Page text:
why I always get 0 even if I use the same data?
I mean even if both data have the same characteristics
Could you share the data sets that you tested with? You can create a segmentation from one of the Slicer sample data sets if you would prefer not to share your own images/segmentations.
If you use the same data then the difference is 0, so there is no surprise there.
no, normally, when I use the same data, the dice that will be calculated must be a high value ,
normally I get a good result not 0
but I didn’t always try the same datasets, i tried several different data and I always get 0
Segment Comparison works for me in the recent versions.
Could you please share your data? The segmentation nrrd files are enough, but a Slicer scene (mrb) would be best. Thanks!
the datasets that i have are in nifti type
you can found the datasets here
Thanks for the data!
For me Segment Comparison works on these segmenations. I loaded them as labelmap, then converted them to segmentation nodes, then used Segment Comparison as normal.
The obvious problem is that the two segmentations do not overlap, so Dice is 0 and Hausdorff distances are super high, but the algorithms work. Not sure what you did differently. Please try to do as I describe above.
can you show me how to load them as labelmap and convert them to segmentation nodes. (by a capture if you want)
because i tried to import them as labelmap but it doesn’t work
i think i made something wrong .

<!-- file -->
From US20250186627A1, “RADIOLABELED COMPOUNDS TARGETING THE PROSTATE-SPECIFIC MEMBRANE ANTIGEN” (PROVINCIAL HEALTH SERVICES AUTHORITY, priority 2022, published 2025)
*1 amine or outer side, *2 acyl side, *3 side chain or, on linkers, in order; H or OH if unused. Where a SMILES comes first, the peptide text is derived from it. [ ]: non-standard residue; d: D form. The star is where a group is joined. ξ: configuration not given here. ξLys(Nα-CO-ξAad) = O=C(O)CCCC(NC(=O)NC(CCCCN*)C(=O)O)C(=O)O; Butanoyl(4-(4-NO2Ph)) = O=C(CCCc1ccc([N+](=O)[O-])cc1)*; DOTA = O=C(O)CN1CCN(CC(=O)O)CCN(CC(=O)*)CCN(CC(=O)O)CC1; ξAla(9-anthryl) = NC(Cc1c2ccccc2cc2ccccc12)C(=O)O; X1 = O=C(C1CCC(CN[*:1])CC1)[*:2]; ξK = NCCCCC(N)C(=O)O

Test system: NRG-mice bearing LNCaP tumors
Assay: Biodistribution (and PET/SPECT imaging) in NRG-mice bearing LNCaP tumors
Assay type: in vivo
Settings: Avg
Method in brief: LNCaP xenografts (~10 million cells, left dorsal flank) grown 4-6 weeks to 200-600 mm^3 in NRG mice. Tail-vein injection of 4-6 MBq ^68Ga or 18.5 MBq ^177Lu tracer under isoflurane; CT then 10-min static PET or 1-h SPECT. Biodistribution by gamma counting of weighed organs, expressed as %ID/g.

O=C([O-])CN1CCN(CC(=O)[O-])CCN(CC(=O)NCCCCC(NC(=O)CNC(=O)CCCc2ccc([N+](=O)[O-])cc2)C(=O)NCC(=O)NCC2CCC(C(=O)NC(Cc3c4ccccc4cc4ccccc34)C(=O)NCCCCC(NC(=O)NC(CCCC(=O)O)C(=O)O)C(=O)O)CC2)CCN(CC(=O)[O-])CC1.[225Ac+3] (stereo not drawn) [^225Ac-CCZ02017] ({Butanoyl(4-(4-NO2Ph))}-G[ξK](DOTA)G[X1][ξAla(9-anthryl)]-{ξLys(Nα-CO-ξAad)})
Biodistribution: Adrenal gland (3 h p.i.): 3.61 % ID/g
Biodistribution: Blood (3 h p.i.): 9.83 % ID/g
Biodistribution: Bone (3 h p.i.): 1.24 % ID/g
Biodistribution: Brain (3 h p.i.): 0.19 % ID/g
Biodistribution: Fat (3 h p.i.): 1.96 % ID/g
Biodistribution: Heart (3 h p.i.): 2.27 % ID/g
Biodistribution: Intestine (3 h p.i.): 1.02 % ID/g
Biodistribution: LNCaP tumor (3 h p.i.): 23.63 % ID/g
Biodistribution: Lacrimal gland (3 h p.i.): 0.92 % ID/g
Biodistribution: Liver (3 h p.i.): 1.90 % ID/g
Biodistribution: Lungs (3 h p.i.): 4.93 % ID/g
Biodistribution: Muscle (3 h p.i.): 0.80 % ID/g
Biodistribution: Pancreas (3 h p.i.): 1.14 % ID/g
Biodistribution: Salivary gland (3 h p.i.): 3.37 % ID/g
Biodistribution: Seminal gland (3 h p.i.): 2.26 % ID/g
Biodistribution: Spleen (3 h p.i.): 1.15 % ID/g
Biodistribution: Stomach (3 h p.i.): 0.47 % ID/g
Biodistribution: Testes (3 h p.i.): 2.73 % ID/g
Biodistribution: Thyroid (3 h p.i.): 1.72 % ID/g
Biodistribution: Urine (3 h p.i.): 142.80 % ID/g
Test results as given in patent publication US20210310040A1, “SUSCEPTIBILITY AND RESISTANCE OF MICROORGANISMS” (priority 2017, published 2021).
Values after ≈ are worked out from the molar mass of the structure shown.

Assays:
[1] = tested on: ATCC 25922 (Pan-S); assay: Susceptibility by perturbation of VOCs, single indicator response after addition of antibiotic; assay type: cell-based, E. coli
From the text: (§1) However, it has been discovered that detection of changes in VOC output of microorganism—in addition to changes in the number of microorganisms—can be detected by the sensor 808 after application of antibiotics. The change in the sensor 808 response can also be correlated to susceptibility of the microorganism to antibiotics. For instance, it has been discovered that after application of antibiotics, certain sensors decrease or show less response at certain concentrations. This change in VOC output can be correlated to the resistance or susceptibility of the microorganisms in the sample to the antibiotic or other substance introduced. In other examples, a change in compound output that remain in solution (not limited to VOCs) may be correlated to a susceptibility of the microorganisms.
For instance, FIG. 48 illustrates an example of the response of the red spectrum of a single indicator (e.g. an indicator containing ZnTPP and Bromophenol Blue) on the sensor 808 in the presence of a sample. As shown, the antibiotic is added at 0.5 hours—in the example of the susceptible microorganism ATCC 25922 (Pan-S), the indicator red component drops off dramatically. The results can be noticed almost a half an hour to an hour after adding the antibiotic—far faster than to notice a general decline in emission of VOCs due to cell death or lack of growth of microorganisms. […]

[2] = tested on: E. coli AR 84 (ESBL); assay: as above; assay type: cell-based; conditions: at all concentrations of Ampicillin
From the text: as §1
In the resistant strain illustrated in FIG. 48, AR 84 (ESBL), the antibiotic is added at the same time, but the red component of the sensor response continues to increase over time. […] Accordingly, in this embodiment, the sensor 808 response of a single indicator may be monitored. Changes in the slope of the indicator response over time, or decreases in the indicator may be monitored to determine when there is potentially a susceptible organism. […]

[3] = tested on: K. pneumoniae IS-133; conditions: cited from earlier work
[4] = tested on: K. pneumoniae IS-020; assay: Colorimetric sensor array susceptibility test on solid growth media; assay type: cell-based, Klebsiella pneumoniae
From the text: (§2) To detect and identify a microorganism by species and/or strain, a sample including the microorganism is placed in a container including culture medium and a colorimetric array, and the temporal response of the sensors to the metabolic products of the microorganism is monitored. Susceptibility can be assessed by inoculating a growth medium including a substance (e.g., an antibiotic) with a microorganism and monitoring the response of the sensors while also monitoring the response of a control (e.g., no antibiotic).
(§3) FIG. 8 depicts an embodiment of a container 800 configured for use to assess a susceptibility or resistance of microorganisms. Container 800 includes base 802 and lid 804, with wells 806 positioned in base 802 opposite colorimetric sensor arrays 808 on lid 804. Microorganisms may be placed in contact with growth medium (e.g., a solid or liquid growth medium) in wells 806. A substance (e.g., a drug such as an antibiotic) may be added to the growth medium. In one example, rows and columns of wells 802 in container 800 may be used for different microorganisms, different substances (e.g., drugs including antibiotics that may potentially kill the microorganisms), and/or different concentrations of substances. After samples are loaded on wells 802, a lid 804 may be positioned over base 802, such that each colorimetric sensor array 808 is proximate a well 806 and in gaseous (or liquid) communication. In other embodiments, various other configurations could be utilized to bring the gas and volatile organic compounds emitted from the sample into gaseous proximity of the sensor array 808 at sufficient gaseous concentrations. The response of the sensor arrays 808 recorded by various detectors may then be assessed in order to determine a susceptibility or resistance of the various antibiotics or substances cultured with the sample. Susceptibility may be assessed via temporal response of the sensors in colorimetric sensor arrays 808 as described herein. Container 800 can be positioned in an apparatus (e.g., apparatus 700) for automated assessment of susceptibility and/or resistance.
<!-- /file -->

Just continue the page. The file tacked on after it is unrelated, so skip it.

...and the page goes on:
thank you I loaded them as labelmap, but i can’t fount the window of convertion to segmentation nodes.
As @cpinterwrote above, it is in the Data module. Make sure you use at least the latest stable version of Slicer (currently 4.10.2).
thank you it works but in Slicer 4.10.1, because in Slicer 4.10.2 i didn’t find the segment comparison module
Segment Comparison module is provided by SlicerRT extension. You’ll have the module in Slicer-4.10.2, too, if you install SlicerRT.
thank you it works
I wish I could find more function than dice and dose, such as (recall, precision, accuracy,…)
Dice, recall, precision, accuracy could be all very easily added but they are basically all useless metrics, as they are highly dependent on the shape of the segment, may be sensitive to irrelevant errors and sensitive to all kinds of clinically important errors. For example, 90% does not mean anything: a practically perfect segmentation and an extremely low quality segmentation can both get this same score. For thin shapes that I can see in your screenshots, these overlap percentage based give completely meaningless results. These metrics are probably only used because they are trivial to compute and often researchers do not want to spend a lot of time with evaluation - if they get 1-2% better values than those reported in the literature then they consider their work done, publish their paper, and move on.
Hausdorff metric variants have absolute, clinically relevant meaning - I would highly recommend to use them. Identifying anatomical landmark points and surfaces manually and measure distance between them manually gives useful information, too. You also need to spend time with carefully visual assessment of the results to see where errors occur and see if they are clinically important or not.